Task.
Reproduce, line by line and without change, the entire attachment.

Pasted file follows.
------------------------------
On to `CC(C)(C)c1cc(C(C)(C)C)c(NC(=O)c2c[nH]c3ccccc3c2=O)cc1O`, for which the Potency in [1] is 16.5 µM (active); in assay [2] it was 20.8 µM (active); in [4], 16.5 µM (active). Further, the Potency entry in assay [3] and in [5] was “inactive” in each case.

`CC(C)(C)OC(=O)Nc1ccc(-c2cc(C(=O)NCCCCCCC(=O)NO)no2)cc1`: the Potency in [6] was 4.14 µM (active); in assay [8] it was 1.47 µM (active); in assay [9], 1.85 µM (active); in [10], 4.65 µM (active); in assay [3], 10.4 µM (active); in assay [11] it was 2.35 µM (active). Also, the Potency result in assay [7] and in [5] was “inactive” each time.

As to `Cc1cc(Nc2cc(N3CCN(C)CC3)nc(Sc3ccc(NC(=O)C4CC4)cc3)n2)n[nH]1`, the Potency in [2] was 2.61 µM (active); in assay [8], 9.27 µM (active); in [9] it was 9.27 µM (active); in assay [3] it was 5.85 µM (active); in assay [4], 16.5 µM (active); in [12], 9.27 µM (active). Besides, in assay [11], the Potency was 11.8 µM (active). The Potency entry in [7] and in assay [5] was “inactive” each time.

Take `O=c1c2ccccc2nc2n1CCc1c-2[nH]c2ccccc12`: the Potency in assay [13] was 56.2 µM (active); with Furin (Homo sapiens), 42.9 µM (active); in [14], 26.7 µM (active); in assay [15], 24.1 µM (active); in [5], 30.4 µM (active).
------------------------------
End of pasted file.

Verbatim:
On to `CC(C)(C)c1cc(C(C)(C)C)c(NC(=O)c2c[nH]c3ccccc3c2=O)cc1O`, for which the Potency in [1] is 16.5 µM (active); in assay [2] it was 20.8 µM (active); in [4], 16.5 µM (active). Further, the Potency entry in assay [3] and in [5] was “inactive” in each case.

`CC(C)(C)OC(=O)Nc1ccc(-c2cc(C(=O)NCCCCCCC(=O)NO)no2)cc1`: the Potency in [6] was 4.14 µM (active); in assay [8] it was 1.47 µM (active); in assay [9], 1.85 µM (active); in [10], 4.65 µM (active); in assay [3], 10.4 µM (active); in assay [11] it was 2.35 µM (active). Also, the Potency result in assay [7] and in [5] was “inactive” each time.

As to `Cc1cc(Nc2cc(N3CCN(C)CC3)nc(Sc3ccc(NC(=O)C4CC4)cc3)n2)n[nH]1`, the Potency in [2] was 2.61 µM (active); in assay [8], 9.27 µM (active); in [9] it was 9.27 µM (active); in assay [3] it was 5.85 µM (active); in assay [4], 16.5 µM (active); in [12], 9.27 µM (active). Besides, in assay [11], the Potency was 11.8 µM (active). The Potency entry in [7] and in assay [5] was “inactive” each time.

Take `O=c1c2ccccc2nc2n1CCc1c-2[nH]c2ccccc12`: the Potency in assay [13] was 56.2 µM (active); with Furin (Homo sapiens), 42.9 µM (active); in [14], 26.7 µM (active); in assay [15], 24.1 µM (active); in [5], 30.4 µM (active).